Hedi | 978 comments Charisse wrote: "Since there is talk of seeing screen adaptations, for those interested in seeing the BBC one (directed by Andrew Davies), it is available for free if you subscribe to Amazon Prime (at least in the ..."

With regards to the TV adaptations. You can also check out YouTube, which I have done several times for this type of series. The episodes might not be in the best quality and chopped up in 10-15 min parts, but it is a cheap and relatively easy way to get to them. However, sometimes there are regional restrictions.


message 15: by Hedi (new) - rated it 5 stars

Hedi | 978 comments As the one or other of you mentioned, I think that at this point of time Arthur sees Amy more as a child who needs his protection while having this strange feeling that his family might have something to do with her family's downfall. He also seems impressed by the way she is taking care of herself and her close ones.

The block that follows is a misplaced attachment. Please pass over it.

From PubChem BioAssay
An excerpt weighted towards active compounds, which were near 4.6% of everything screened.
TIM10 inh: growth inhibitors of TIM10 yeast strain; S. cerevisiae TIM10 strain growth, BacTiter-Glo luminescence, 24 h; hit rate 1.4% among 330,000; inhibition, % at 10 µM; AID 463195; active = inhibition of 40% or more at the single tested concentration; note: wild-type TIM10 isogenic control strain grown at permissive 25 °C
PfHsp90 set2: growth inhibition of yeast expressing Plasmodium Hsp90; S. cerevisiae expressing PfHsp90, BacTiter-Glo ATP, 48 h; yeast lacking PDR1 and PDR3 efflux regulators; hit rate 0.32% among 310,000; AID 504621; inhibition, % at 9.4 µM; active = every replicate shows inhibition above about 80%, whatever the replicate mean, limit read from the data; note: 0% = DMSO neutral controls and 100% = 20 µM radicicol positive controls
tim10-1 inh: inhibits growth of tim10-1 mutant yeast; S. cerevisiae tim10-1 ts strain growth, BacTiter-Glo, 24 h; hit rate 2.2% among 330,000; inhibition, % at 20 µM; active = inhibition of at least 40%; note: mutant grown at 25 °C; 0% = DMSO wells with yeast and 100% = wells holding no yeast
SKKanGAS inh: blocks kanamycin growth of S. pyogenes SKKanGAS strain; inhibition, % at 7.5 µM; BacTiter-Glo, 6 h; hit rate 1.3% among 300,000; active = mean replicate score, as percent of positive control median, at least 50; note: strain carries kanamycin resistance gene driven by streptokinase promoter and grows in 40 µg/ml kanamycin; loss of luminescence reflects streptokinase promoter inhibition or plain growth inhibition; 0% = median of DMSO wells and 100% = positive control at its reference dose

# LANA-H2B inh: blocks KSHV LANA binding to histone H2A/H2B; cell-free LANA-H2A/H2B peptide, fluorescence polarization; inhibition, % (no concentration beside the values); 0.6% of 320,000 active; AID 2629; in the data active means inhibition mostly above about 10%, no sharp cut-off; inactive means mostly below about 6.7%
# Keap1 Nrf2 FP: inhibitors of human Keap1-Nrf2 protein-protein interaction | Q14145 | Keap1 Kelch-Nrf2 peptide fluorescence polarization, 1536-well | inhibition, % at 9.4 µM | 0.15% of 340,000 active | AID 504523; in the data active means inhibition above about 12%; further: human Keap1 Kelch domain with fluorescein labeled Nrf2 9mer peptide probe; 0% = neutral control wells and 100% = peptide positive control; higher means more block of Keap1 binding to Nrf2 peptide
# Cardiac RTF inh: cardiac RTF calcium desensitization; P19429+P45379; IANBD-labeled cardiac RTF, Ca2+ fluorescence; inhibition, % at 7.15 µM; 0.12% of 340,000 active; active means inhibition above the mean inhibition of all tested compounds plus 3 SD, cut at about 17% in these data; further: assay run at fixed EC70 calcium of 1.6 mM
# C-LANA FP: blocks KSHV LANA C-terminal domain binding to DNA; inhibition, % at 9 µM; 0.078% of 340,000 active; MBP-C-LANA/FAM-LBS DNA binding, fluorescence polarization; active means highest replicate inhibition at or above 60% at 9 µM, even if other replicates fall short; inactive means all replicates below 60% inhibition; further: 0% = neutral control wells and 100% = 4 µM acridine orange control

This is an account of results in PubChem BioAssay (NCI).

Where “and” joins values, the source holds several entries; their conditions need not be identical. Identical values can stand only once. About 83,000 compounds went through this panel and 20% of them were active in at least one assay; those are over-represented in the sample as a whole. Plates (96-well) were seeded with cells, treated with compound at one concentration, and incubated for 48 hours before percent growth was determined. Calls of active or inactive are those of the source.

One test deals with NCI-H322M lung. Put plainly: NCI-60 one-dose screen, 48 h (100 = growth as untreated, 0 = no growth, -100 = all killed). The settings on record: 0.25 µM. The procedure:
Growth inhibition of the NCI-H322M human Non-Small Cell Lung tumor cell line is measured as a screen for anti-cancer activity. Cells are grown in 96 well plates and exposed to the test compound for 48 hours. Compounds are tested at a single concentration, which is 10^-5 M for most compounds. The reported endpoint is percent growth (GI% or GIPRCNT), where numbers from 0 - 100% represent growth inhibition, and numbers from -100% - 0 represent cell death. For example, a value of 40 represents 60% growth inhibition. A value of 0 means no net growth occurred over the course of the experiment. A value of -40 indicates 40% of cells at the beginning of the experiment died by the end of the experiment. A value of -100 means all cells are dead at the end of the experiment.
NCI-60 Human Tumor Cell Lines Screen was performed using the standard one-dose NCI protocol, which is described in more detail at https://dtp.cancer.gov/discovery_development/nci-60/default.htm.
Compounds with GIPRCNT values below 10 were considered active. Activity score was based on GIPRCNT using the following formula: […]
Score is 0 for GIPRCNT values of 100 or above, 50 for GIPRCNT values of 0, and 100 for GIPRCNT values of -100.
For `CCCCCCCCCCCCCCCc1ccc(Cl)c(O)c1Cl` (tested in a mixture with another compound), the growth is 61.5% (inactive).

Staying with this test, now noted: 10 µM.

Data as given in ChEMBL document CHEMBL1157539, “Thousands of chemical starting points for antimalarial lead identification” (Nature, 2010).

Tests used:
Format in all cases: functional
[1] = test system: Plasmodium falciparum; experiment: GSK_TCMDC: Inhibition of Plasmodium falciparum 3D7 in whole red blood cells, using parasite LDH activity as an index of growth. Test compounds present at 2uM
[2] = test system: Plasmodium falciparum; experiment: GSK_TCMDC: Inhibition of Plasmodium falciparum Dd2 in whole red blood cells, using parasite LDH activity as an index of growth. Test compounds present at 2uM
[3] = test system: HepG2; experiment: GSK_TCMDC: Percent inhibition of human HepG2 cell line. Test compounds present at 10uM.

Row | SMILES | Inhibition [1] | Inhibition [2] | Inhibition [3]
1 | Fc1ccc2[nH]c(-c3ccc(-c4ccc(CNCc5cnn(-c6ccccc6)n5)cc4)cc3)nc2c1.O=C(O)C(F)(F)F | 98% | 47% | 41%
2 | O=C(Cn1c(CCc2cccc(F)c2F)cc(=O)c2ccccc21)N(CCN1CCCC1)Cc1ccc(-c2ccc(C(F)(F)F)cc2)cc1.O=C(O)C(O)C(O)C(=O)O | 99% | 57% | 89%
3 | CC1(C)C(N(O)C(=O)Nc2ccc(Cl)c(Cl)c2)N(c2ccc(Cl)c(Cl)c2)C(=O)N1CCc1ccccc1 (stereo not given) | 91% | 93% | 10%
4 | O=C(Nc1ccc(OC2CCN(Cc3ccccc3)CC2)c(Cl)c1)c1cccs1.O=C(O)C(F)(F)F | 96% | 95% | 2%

With regards to Pet, I think that he has already fallen in love emotionally with her, but rationally he is still far from that. So therefore, he feels jealous in a certain way, but denies his feelings. Reason for that could be that she reminds him in a way of Flora (maybe his particular type) and knows how that woman finally turned out.

Interesting is what Amy feels/ sees in Arthur. She seems to know that he was the one who helped her brother, but did not want to admit it and she seems to wander past his window during the evenings regarding the light up there as a star. Does she see in Arthur the father she has never had, the one taking care of her and her siblings making sure they are all fine?

Another topic I was wondering about is the relationship between Mr. Flintwinch and Mrs Clennam? It seems that Arthur's father was dependent of his uncle and that Mrs. Clennam was more or less an arranged bride for him who was also supposed to have the major command in the relationship. So there seems to be a lot of mystery about Arthur's parents and their forefathers as there is around Amy's family. Maybe we will find out at a lot how that all gets together like the description of the Barnacles' family relations.

I thought it was a sad, but well described scene how Amy and Maggy were wandering the dark streets of nightly London.